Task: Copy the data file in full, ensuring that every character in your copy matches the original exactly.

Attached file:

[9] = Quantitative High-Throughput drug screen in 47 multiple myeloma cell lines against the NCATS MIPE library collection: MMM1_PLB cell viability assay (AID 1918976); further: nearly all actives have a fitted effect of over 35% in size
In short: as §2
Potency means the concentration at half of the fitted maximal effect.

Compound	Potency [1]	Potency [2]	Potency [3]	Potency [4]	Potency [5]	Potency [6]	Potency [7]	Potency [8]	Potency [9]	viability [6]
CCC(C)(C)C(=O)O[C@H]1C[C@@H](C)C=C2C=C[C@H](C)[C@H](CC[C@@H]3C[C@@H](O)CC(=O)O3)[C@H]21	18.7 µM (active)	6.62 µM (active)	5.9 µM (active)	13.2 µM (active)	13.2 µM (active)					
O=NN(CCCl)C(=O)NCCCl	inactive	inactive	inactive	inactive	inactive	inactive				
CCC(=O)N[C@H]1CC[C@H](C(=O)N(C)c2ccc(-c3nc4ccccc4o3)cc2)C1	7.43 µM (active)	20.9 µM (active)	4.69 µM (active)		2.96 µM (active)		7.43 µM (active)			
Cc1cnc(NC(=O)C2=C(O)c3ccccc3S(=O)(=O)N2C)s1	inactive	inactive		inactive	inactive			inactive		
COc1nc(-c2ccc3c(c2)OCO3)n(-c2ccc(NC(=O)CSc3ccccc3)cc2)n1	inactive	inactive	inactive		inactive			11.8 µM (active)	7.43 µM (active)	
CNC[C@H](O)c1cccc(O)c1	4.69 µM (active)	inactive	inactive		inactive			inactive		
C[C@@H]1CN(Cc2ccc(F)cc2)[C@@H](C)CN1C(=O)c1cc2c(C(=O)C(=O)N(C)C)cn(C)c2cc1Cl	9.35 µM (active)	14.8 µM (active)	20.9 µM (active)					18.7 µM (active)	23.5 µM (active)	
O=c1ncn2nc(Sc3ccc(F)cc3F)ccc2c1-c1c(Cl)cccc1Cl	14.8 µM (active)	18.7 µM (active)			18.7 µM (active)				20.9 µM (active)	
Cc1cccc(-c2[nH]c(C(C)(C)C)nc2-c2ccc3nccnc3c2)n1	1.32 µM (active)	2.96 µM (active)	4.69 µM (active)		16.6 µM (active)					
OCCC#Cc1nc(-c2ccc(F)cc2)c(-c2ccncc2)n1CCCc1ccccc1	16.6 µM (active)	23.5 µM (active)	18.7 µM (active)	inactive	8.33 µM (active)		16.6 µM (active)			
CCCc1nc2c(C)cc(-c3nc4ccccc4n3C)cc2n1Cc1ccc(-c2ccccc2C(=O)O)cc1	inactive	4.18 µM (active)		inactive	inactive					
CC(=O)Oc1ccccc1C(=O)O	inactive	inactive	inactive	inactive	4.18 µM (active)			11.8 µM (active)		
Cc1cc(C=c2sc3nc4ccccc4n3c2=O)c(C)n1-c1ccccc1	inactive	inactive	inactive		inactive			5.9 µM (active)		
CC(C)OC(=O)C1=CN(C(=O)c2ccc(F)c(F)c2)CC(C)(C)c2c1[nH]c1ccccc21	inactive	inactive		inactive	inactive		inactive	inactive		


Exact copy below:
[9] = Quantitative High-Throughput drug screen in 47 multiple myeloma cell lines against the NCATS MIPE library collection: MMM1_PLB cell viability assay (AID 1918976); further: nearly all actives have a fitted effect of over 35% in size
In short: as §2
Potency means the concentration at half of the fitted maximal effect.

Compound	Potency [1]	Potency [2]	Potency [3]	Potency [4]	Potency [5]	Potency [6]	Potency [7]	Potency [8]	Potency [9]	viability [6]
CCC(C)(C)C(=O)O[C@H]1C[C@@H](C)C=C2C=C[C@H](C)[C@H](CC[C@@H]3C[C@@H](O)CC(=O)O3)[C@H]21	18.7 µM (active)	6.62 µM (active)	5.9 µM (active)	13.2 µM (active)	13.2 µM (active)					
O=NN(CCCl)C(=O)NCCCl	inactive	inactive	inactive	inactive	inactive	inactive				
CCC(=O)N[C@H]1CC[C@H](C(=O)N(C)c2ccc(-c3nc4ccccc4o3)cc2)C1	7.43 µM (active)	20.9 µM (active)	4.69 µM (active)		2.96 µM (active)		7.43 µM (active)			
Cc1cnc(NC(=O)C2=C(O)c3ccccc3S(=O)(=O)N2C)s1	inactive	inactive		inactive	inactive			inactive		
COc1nc(-c2ccc3c(c2)OCO3)n(-c2ccc(NC(=O)CSc3ccccc3)cc2)n1	inactive	inactive	inactive		inactive			11.8 µM (active)	7.43 µM (active)	
CNC[C@H](O)c1cccc(O)c1	4.69 µM (active)	inactive	inactive		inactive			inactive		
C[C@@H]1CN(Cc2ccc(F)cc2)[C@@H](C)CN1C(=O)c1cc2c(C(=O)C(=O)N(C)C)cn(C)c2cc1Cl	9.35 µM (active)	14.8 µM (active)	20.9 µM (active)					18.7 µM (active)	23.5 µM (active)	
O=c1ncn2nc(Sc3ccc(F)cc3F)ccc2c1-c1c(Cl)cccc1Cl	14.8 µM (active)	18.7 µM (active)			18.7 µM (active)				20.9 µM (active)	
Cc1cccc(-c2[nH]c(C(C)(C)C)nc2-c2ccc3nccnc3c2)n1	1.32 µM (active)	2.96 µM (active)	4.69 µM (active)		16.6 µM (active)					
OCCC#Cc1nc(-c2ccc(F)cc2)c(-c2ccncc2)n1CCCc1ccccc1	16.6 µM (active)	23.5 µM (active)	18.7 µM (active)	inactive	8.33 µM (active)		16.6 µM (active)			
CCCc1nc2c(C)cc(-c3nc4ccccc4n3C)cc2n1Cc1ccc(-c2ccccc2C(=O)O)cc1	inactive	4.18 µM (active)		inactive	inactive					
CC(=O)Oc1ccccc1C(=O)O	inactive	inactive	inactive	inactive	4.18 µM (active)			11.8 µM (active)		
Cc1cc(C=c2sc3nc4ccccc4n3c2=O)c(C)n1-c1ccccc1	inactive	inactive	inactive		inactive			5.9 µM (active)		
CC(C)OC(=O)C1=CN(C(=O)c2ccc(F)c(F)c2)CC(C)(C)c2c1[nH]c1ccccc21	inactive	inactive		inactive	inactive		inactive	inactive		